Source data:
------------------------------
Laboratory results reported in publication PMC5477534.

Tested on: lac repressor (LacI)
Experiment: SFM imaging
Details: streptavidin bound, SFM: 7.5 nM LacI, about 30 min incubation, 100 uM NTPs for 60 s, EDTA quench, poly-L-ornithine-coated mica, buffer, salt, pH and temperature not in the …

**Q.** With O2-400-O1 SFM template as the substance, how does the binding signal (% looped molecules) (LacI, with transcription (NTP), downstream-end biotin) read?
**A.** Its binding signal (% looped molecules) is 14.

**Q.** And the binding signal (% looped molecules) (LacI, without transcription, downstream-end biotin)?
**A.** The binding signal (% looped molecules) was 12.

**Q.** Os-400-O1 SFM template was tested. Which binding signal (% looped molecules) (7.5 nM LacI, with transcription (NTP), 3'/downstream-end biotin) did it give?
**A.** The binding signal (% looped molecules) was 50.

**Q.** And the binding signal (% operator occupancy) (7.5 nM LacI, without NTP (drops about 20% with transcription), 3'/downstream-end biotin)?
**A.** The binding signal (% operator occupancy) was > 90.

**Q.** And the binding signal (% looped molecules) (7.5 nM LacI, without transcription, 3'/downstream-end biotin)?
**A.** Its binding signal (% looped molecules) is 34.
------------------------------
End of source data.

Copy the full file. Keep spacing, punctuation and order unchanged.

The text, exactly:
Laboratory results reported in publication PMC5477534.

Tested on: lac repressor (LacI)
Experiment: SFM imaging
Details: streptavidin bound, SFM: 7.5 nM LacI, about 30 min incubation, 100 uM NTPs for 60 s, EDTA quench, poly-L-ornithine-coated mica, buffer, salt, pH and temperature not in the …

**Q.** With O2-400-O1 SFM template as the substance, how does the binding signal (% looped molecules) (LacI, with transcription (NTP), downstream-end biotin) read?
**A.** Its binding signal (% looped molecules) is 14.

**Q.** And the binding signal (% looped molecules) (LacI, without transcription, downstream-end biotin)?
**A.** The binding signal (% looped molecules) was 12.

**Q.** Os-400-O1 SFM template was tested. Which binding signal (% looped molecules) (7.5 nM LacI, with transcription (NTP), 3'/downstream-end biotin) did it give?
**A.** The binding signal (% looped molecules) was 50.

**Q.** And the binding signal (% operator occupancy) (7.5 nM LacI, without NTP (drops about 20% with transcription), 3'/downstream-end biotin)?
**A.** The binding signal (% operator occupancy) was > 90.

**Q.** And the binding signal (% looped molecules) (7.5 nM LacI, without transcription, 3'/downstream-end biotin)?
**A.** Its binding signal (% looped molecules) is 34.